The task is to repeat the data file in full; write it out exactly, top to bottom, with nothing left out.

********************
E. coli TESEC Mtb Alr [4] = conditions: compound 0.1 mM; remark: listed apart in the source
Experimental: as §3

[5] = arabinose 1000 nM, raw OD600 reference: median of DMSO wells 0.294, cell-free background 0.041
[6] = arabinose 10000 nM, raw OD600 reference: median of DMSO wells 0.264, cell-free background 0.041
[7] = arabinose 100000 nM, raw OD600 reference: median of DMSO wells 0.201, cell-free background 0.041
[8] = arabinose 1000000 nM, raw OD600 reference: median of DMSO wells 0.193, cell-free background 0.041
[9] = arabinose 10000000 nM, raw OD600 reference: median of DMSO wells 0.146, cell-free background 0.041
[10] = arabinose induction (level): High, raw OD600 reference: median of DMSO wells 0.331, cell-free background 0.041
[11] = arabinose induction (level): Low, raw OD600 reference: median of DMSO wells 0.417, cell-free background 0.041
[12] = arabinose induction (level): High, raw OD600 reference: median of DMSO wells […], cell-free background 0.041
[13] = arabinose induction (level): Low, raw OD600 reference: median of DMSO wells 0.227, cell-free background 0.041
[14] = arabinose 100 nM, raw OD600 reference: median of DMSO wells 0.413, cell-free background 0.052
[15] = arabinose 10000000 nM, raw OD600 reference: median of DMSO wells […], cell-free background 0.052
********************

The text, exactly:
E. coli TESEC Mtb Alr [4] = conditions: compound 0.1 mM; remark: listed apart in the source
Experimental: as §3

[5] = arabinose 1000 nM, raw OD600 reference: median of DMSO wells 0.294, cell-free background 0.041
[6] = arabinose 10000 nM, raw OD600 reference: median of DMSO wells 0.264, cell-free background 0.041
[7] = arabinose 100000 nM, raw OD600 reference: median of DMSO wells 0.201, cell-free background 0.041
[8] = arabinose 1000000 nM, raw OD600 reference: median of DMSO wells 0.193, cell-free background 0.041
[9] = arabinose 10000000 nM, raw OD600 reference: median of DMSO wells 0.146, cell-free background 0.041
[10] = arabinose induction (level): High, raw OD600 reference: median of DMSO wells 0.331, cell-free background 0.041
[11] = arabinose induction (level): Low, raw OD600 reference: median of DMSO wells 0.417, cell-free background 0.041
[12] = arabinose induction (level): High, raw OD600 reference: median of DMSO wells […], cell-free background 0.041
[13] = arabinose induction (level): Low, raw OD600 reference: median of DMSO wells 0.227, cell-free background 0.041
[14] = arabinose 100 nM, raw OD600 reference: median of DMSO wells 0.413, cell-free background 0.052
[15] = arabinose 10000000 nM, raw OD600 reference: median of DMSO wells […], cell-free background 0.052